The Appellate Division recently vacated a $300,000 jury award in a personal injury lawsuit due to plaintiff’s counsel’s improper use of a PowerPoint presentation during his closing argument. In this matter, Anthony Romano filed a lawsuit against Michael Stubbs in connection with an altercation which occurred in the Bergen County Courthouse on February 23, 2006.
On that date, Stubbs was in court for a hearing in connection with a domestic violence complaint filed by his wife and a determination as to whether a temporary restraining order should be made permanent. While in court, an officer approached Stubbs and told him that a warrant had been issued for his arrest due to his alleged violation earlier in the day of the temporary restraining order. Romano, who was an officer in the courtroom, assisted in arresting Romano after he resisted arrest. During the altercation, Stubbs fell on top of Romano forcing Stubb’s elbow into the ground. Stubbs ultimately pled guilty to a petty disorderly persons offense for this altercation.
Romano alleged that as a result of this incident he sustained an injury to the ulnar nerve in his elbow which required surgery. Additionally, Romano claimed that he injured his neck warranting a spinal fusion. Romano in turn filed a negligence lawsuit against Stubbs.
At issue in this case was plaintiff’s counsel’s use of a PowerPoint presentation during his closing argument. During the recess between defense counsel’s closing argument and the start of plaintiff’s counsel’s closing argument, it was disclosed for the first time that plaintiff intended to use a PowerPoint presentation during closing. Defense counsel objected to plaintiff’s counsel utilizing the PowerPoint presentation at that point. The trial judge permitted the use of the PowerPoint presentation finding that plaintiff’s counsel would not be projecting anything he would not say in his argument.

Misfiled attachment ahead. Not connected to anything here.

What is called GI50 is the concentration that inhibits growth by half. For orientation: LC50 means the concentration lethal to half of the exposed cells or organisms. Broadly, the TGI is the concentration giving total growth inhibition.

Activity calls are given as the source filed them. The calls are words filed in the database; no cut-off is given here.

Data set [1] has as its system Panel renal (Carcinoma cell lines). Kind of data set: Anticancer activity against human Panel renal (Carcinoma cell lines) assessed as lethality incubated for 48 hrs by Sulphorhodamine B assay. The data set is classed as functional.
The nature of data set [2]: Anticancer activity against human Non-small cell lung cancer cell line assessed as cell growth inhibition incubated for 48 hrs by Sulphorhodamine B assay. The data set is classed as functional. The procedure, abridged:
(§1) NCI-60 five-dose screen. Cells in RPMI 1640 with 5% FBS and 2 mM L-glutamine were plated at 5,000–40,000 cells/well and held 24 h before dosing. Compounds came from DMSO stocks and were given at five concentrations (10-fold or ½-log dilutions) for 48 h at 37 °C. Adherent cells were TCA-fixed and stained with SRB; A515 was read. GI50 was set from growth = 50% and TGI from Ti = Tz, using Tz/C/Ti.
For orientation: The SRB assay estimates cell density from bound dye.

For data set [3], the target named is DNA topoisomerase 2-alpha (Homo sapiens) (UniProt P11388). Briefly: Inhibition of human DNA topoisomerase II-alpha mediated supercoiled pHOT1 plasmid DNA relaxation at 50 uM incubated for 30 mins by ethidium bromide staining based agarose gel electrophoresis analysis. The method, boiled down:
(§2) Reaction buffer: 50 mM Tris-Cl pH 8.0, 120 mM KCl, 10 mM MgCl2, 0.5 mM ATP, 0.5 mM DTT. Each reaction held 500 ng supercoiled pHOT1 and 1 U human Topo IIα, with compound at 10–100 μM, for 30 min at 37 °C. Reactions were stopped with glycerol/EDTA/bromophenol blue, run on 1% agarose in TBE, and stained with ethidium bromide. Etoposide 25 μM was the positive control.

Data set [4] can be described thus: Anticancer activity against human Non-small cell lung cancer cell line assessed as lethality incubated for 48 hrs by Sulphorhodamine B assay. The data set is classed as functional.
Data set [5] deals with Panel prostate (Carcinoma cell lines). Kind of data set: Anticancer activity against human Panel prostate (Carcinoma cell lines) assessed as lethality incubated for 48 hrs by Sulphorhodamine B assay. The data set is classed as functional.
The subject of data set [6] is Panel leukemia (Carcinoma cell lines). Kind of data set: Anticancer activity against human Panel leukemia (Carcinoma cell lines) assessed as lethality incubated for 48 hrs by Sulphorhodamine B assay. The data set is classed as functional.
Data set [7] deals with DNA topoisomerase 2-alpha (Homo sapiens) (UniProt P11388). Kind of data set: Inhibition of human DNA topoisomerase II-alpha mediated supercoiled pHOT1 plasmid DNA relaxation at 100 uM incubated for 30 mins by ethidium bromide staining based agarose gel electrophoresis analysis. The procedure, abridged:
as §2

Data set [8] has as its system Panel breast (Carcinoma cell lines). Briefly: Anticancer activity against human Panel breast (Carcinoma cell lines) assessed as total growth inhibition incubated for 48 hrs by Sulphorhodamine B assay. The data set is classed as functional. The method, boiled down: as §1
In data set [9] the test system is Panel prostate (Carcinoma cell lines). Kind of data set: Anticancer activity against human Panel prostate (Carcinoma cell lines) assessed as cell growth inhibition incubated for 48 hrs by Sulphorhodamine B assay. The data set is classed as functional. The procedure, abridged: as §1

During his closing argument, plaintiff’s counsel utilized the PowerPoint presentation to support his argument that Stubbs decision to proceed to trial reflected a bad character and his refusal to accept responsibility for the happening of the incident. Additionally, plaintiff’s counsel argued that Stubbs and his attorney were acting in concert to blame Romano. Also, during the presentation, plaintiff’s counsel projected words indicating that Stubbs was a criminal, had a propensity for violence and that the jury needed to “send a message.” Ultimately, the jury returned a verdict of $300,000 to compensate Romano for his injuries.
In reviewing this matter, the Appellate Division noted that generally closing arguments based on the evidence are permissible, but arguments that “shift the jury’s focus from a fair evaluation of the evidence to pursue instead a course designed to inflame a jury, by appealing repeatedly to inappropriate and irrelevant considerations are not.” The Court recognized that while “counsel has broad latitude to passionately advocate their clients’ cases in summation, there are some clear boundaries.”
Taken as a whole, the Court found that plaintiff’s counsel had made improper arguments through the use of his PowerPoint presentation. The Court found that arguing and projecting words that: (1) the jury needed to send a message; (2) Stubbs was a violent person; (3) Stubbs was a criminal; (4) Stubbs decision to go to trial was evidence of a bad character; and (5) Stubbs and his counsel were “working” to blame Romano, constituted improper arguments. As such, the Court found that “the cumulative impact of multiple transgressions in plaintiff’s closing argument leaves us with no confidence in the fairness of the damages awarded.”
Accordingly, the damage award was vacated and the matter was sent back to the trial court for a retrial on damages.